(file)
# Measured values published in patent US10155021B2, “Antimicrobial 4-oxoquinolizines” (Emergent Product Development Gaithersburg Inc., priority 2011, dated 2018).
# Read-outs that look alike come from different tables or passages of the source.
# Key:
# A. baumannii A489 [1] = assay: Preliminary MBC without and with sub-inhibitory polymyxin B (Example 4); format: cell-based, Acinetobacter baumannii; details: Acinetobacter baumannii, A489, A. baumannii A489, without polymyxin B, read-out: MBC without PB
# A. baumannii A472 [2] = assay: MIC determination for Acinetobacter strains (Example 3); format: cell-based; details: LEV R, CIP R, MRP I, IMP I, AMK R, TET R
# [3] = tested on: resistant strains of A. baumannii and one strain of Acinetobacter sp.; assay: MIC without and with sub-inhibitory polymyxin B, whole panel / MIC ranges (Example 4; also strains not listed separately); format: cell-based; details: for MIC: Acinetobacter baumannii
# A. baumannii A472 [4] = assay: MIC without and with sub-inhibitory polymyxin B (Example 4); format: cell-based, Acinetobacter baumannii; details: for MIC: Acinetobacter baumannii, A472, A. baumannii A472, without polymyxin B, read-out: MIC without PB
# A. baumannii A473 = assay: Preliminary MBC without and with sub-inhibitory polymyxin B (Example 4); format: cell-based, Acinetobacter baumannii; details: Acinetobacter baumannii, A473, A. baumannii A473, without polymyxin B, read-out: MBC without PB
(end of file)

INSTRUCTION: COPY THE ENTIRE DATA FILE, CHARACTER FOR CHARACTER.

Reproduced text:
# Measured values published in patent US10155021B2, “Antimicrobial 4-oxoquinolizines” (Emergent Product Development Gaithersburg Inc., priority 2011, dated 2018).
# Read-outs that look alike come from different tables or passages of the source.
# Key:
# A. baumannii A489 [1] = assay: Preliminary MBC without and with sub-inhibitory polymyxin B (Example 4); format: cell-based, Acinetobacter baumannii; details: Acinetobacter baumannii, A489, A. baumannii A489, without polymyxin B, read-out: MBC without PB
# A. baumannii A472 [2] = assay: MIC determination for Acinetobacter strains (Example 3); format: cell-based; details: LEV R, CIP R, MRP I, IMP I, AMK R, TET R
# [3] = tested on: resistant strains of A. baumannii and one strain of Acinetobacter sp.; assay: MIC without and with sub-inhibitory polymyxin B, whole panel / MIC ranges (Example 4; also strains not listed separately); format: cell-based; details: for MIC: Acinetobacter baumannii
# A. baumannii A472 [4] = assay: MIC without and with sub-inhibitory polymyxin B (Example 4); format: cell-based, Acinetobacter baumannii; details: for MIC: Acinetobacter baumannii, A472, A. baumannii A472, without polymyxin B, read-out: MIC without PB
# A. baumannii A473 = assay: Preliminary MBC without and with sub-inhibitory polymyxin B (Example 4); format: cell-based, Acinetobacter baumannii; details: Acinetobacter baumannii, A473, A. baumannii A473, without polymyxin B, read-out: MBC without PB